Advance Praise for the Inextinguishable Symphony ""A Fascinating Insight into a Virtually Unknown Chapter of Nazi Rule in Germany, Made all the More Engaging through a Son's Discovery of His Own Remarkable Parents."" -Ted Koppel, ABC News ""An Immensely Moving and Powerful Description of those Evil Times. I couldn't Put the Book Down."" -James Galway ""Martin Goldsmith has Written a Moving and Personal Account of a Search for Identity. His is a Story that will Touch All Readers with Its Integrity. This is not about Exorcising Ghosts, but Rather Awakening Passions that no One Ever Knew Existed. This is a Journey Everyone should Take."" -Leonard Slatkin, Music Director National Symphony Orchestra ""For Years I've been Familiar with Martin Goldsmith's Musical Expertise. This Book Explains the Source of His Knowledge and His Passion for the Subject. In Tracking the Extraordinary Story of His Parents and the Jewish Kulturbund, Martin Unfolds a Little-Known Piece of Holocaust History, and Finds Depths in His Own Heart that Warm the Hearts of Readers."" -Susan Stamberg, Special Correspondent National Public Radio ""[A] Strong and Painful Book, Well-Written, Well-Researched, Moving, and Very Instructive."" -Ned Rorem, Pulitzer Prize-Winning Composer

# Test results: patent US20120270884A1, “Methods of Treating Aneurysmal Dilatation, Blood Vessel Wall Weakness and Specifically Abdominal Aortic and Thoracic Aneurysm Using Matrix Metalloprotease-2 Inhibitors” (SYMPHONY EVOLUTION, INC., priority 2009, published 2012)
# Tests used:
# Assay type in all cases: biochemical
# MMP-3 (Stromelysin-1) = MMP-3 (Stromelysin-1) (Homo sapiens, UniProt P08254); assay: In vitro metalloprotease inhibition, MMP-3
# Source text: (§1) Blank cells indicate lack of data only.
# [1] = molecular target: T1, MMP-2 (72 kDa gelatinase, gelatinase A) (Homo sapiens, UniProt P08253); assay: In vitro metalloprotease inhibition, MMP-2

I really doubt that I'll ever understand the depths of hate that sparked the whole holocaust and underpinned the Nazi Party, but it really boils down to money. The German nation had to pay such a huge indemnity after WWI that it bankrupted their economy. Lets blame the Westerners and the Jews, and our own government at that. Hitler rode that tired old horse as far as he could. Luckily for us, he was both an egomaniac and a strategic dolt, but the stain he left on his adopted nation (he was Austrian and at least a quarter Jewish himself) may never be cleansed.
Because the symphony is highlighted as a title, I assumed it was a larger part of the story than it was. It is called the Kulterbund by the author, not the Indistinguishable Symphony and it lasted only about 5 years from origin to disbanding. So I rate this book a 3.5 instead of a 5 for having a misleading title.
I did not purchase it to hear of the Nazi persecution, which I have read some better books on, such as " The Hiding Place by Corrie ten Boom. I was hoping to get more of the orchestra from the other players, not just the parents of the author, and a few friends and a few directors.
Still, it is ok for showing the Nazi persecution of non-Arians, but a little weak on individual musicians during that time with the exception of the author's parents.